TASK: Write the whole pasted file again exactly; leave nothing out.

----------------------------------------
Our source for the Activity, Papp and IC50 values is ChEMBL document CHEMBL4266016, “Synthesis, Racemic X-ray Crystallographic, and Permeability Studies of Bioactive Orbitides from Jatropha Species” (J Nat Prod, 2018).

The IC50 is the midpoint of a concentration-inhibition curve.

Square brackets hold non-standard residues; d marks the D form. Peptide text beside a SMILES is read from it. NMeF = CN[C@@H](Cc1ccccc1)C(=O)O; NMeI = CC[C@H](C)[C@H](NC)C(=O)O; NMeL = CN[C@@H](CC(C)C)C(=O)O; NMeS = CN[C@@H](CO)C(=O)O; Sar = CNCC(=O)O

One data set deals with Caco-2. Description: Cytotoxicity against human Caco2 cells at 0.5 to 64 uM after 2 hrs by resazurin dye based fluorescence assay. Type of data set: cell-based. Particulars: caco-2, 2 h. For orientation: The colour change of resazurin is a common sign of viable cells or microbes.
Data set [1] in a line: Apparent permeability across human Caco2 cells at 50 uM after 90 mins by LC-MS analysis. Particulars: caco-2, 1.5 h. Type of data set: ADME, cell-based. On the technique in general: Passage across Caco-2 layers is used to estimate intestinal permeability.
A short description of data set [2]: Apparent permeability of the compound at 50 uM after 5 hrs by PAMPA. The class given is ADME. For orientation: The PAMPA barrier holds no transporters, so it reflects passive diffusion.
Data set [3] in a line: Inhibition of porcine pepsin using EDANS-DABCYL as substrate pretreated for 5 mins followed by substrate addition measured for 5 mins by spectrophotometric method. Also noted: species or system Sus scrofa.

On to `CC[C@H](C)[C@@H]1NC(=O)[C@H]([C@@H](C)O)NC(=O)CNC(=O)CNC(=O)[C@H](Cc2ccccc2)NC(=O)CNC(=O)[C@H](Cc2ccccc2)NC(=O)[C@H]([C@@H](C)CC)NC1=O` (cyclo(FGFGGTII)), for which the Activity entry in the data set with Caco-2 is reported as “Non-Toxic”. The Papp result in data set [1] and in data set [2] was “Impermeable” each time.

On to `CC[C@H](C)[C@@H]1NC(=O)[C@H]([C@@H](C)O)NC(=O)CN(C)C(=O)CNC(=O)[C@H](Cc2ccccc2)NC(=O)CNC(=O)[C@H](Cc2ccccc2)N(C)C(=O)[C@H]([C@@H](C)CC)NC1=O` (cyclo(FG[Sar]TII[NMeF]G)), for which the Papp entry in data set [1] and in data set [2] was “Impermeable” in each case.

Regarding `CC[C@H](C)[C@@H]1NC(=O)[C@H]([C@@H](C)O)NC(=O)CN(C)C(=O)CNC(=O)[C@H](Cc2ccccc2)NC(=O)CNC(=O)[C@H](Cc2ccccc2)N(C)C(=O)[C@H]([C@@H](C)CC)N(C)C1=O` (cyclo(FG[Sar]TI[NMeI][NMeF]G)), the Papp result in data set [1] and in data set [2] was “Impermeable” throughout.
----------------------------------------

Our source for the Activity, Papp and IC50 values is ChEMBL document CHEMBL4266016, “Synthesis, Racemic X-ray Crystallographic, and Permeability Studies of Bioactive Orbitides from Jatropha Species” (J Nat Prod, 2018).

The IC50 is the midpoint of a concentration-inhibition curve.

Square brackets hold non-standard residues; d marks the D form. Peptide text beside a SMILES is read from it. NMeF = CN[C@@H](Cc1ccccc1)C(=O)O; NMeI = CC[C@H](C)[C@H](NC)C(=O)O; NMeL = CN[C@@H](CC(C)C)C(=O)O; NMeS = CN[C@@H](CO)C(=O)O; Sar = CNCC(=O)O

One data set deals with Caco-2. Description: Cytotoxicity against human Caco2 cells at 0.5 to 64 uM after 2 hrs by resazurin dye based fluorescence assay. Type of data set: cell-based. Particulars: caco-2, 2 h. For orientation: The colour change of resazurin is a common sign of viable cells or microbes.
Data set [1] in a line: Apparent permeability across human Caco2 cells at 50 uM after 90 mins by LC-MS analysis. Particulars: caco-2, 1.5 h. Type of data set: ADME, cell-based. On the technique in general: Passage across Caco-2 layers is used to estimate intestinal permeability.
A short description of data set [2]: Apparent permeability of the compound at 50 uM after 5 hrs by PAMPA. The class given is ADME. For orientation: The PAMPA barrier holds no transporters, so it reflects passive diffusion.
Data set [3] in a line: Inhibition of porcine pepsin using EDANS-DABCYL as substrate pretreated for 5 mins followed by substrate addition measured for 5 mins by spectrophotometric method. Also noted: species or system Sus scrofa.

On to `CC[C@H](C)[C@@H]1NC(=O)[C@H]([C@@H](C)O)NC(=O)CNC(=O)CNC(=O)[C@H](Cc2ccccc2)NC(=O)CNC(=O)[C@H](Cc2ccccc2)NC(=O)[C@H]([C@@H](C)CC)NC1=O` (cyclo(FGFGGTII)), for which the Activity entry in the data set with Caco-2 is reported as “Non-Toxic”. The Papp result in data set [1] and in data set [2] was “Impermeable” each time.

On to `CC[C@H](C)[C@@H]1NC(=O)[C@H]([C@@H](C)O)NC(=O)CN(C)C(=O)CNC(=O)[C@H](Cc2ccccc2)NC(=O)CNC(=O)[C@H](Cc2ccccc2)N(C)C(=O)[C@H]([C@@H](C)CC)NC1=O` (cyclo(FG[Sar]TII[NMeF]G)), for which the Papp entry in data set [1] and in data set [2] was “Impermeable” in each case.

Regarding `CC[C@H](C)[C@@H]1NC(=O)[C@H]([C@@H](C)O)NC(=O)CN(C)C(=O)CNC(=O)[C@H](Cc2ccccc2)NC(=O)CNC(=O)[C@H](Cc2ccccc2)N(C)C(=O)[C@H]([C@@H](C)CC)N(C)C1=O` (cyclo(FG[Sar]TI[NMeI][NMeF]G)), the Papp result in data set [1] and in data set [2] was “Impermeable” throughout.